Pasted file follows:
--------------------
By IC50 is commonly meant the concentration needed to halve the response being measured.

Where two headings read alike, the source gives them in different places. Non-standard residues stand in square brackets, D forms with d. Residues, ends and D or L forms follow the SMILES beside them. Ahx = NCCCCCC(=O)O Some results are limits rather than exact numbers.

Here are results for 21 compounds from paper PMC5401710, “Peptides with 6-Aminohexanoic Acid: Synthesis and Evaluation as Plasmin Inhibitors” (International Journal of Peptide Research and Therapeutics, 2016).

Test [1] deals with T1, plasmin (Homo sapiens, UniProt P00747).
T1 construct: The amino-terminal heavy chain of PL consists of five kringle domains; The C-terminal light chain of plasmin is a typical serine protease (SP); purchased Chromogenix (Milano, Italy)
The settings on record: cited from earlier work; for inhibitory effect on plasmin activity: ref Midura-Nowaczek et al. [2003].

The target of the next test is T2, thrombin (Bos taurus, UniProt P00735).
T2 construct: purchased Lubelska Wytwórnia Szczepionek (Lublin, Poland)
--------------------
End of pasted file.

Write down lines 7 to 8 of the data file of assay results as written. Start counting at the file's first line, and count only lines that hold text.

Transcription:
The target of the next test is T2, thrombin (Bos taurus, UniProt P00735).
T2 construct: purchased Lubelska Wytwórnia Szczepionek (Lublin, Poland)